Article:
People tune into a particular sports games for several reasons, including but not necessarily limited to:
- My team is playing.
- It's a close game.
- The starting pitcher is a Christian!
On that first point ... well, how many awful games have you sat through for the sake of your team? How many times did you stick around until the end, just to see them get blown out? If you're as much as a stupid tool as I am, dozens. Hundreds, maybe.
Instead, we're focusing today on the second point: the close game. There is no more effective way to get you to watch a game in which you're not personally invested. In fact, I would argue that a close game between two strangers is a more fun experience than almost any game involving your team: it's exciting without being nerve-racking.
We love close games. This is how professional sports are rewarding us.
I added up the totals of regular-season "close games" between 2007 and 2011 (in the cases of the NBA and NHL, the 2007-08 through 2011-12 seasons, through February 9th). Then I found the average of those five seasons, and stacked them up against years past -- at five-year intervals -- to see if any sort of trend could be observed.
Looking at the professional sporting world at large, there doesn't appear to be a significant upward or downward trend, but I think the numbers from some of the individual sports, in one way or another, can tell us a few things.
Major League Baseball
If we see fewer close games as the years pass, one possible explanation would be growing disparity within the league. In 1980, 32 percent of Major League Baseball games were one-run games, and 66 percent were three-run games (within the scoring margin of a save situation). Those figures faded slightly over the next 20 years, and in 2000, 28 percent were one-run games, and 59 percent were three-run games.
That might not seem like a dramatic dip, but remember that baseball grants us enormous sample sizes. When we're counting over 2,000 games a season, a seven-percent difference is a significant one -- in the case of the contemporary 2,430-game season, the difference between 59 percent and 66 percent is 170 games.
One possible explanation is that over that 20-year period, talent was spread just a little bit thinner across the league. In 1980, there were 26 teams; in 2000, there were 30. It seems to me that when we add more teams, we stand a smaller chance of keep assets evenly distributed between them -- especially if external factors mess with the market. There have always been rich teams and poor teams, but in the 1990s we began to see the rich and poor float further and further apart.
So what's up with the slight uptick between 2007 and 2011? Uh ... Moneyball? Someone smarter than I am should try to explain it. (In 2011, the above figures rose to 31 percent and 64 percent, which almost returned them to 1980's percentages.)
The NFL's presence on the above chart is the most zig-zaggy, which is to be expected given the relatively small sample size (there are nearly 10 times as many MLB games as there are NFL games). One thing is pretty clear to me, however, and that's the effect of the two-point conversion.
A one-score margin in the NFL meant only a seven-point difference until 1994, when the two-point conversion was adopted. It probably isn't the only reason that the percentage of one-score games rose from around 40 percent to around 50 percent, but I'd bet that it's the primary reason.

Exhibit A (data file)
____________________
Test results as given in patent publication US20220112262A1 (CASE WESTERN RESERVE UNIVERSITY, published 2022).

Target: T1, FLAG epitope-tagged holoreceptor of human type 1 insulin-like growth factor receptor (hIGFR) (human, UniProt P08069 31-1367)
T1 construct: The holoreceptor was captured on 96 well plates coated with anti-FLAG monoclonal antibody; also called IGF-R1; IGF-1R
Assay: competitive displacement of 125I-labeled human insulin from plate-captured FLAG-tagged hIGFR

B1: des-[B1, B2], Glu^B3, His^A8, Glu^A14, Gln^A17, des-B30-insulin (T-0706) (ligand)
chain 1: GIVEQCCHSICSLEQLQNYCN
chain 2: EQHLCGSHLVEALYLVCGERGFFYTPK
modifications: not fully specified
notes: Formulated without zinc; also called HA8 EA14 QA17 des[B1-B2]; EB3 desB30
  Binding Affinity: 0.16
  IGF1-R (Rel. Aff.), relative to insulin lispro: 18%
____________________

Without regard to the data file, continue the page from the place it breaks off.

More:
The primary explanation for the NHL's recent leap in the above chart is pretty simple: I didn't count tie games. A tie game is a close game -- it's the closest possible game, obviously -- but what I'm really trying to get at is the likelihood of an exciting, satisfying finish. This is where personal bias comes into play -- I, like many other fans, would not count a tied finish as a satisfying one.
Following the league's 2004-05 lockout, ties were abolished, and a shootout was instituted in the event that teams were tied at the conclusion of overtime. The result: one-score games shot up from 30 percent to around 45 percent, and today it's about as likely to see a one-score game in the NHL as it is in the NFL.
Prior to the 1983-84 season, there wasn't even an overtime, which of course resulted in even more ties and even fewer one-goal games.
When we watch a close game, the payoff we're all hoping for is the opportunity for the game to be won or lost at the very, very end. In this regard, the NBA does not pay off nearly as well as the other leagues: over the past five years, only 14.5 percent of games were settled by a single-score margin (I'm considering this margin to be three points, since four-point plays are pretty rare). And even if we count two-score margins (six points), the figure's only at 32 percent.
The explanation for this is rather obvious. Imagine that potential scores are represented by a dart board. Baseball teams are most likely to score between one and five runs, so for simplicity's sake, the dart board is sectioned into five big pieces. The odds that they'll score a similar number of runs are relatively high.
It's a similar story with the NFL. True, it's about as likely for a team to score 10 points as 34, but those numbers settle into "stations": 14 points, 17 points, 21, 24, 28, et cetera.
Meanwhile, an NBA team might score 75 points, or it might score 115, or literally any number in between. We have to cut this dart board up into 40 or so pieces. That NBA teams even finish closely as highly as 14 percent of the time is somewhat impressive.
The counterpoint, of course, is that there are so many scoring moments in an NBA game that there are far more lead changes, on average, than in any other sport. The drama is spread throughout the game. And arguably, that's more important and rewarding than anything that can happen in the final seconds.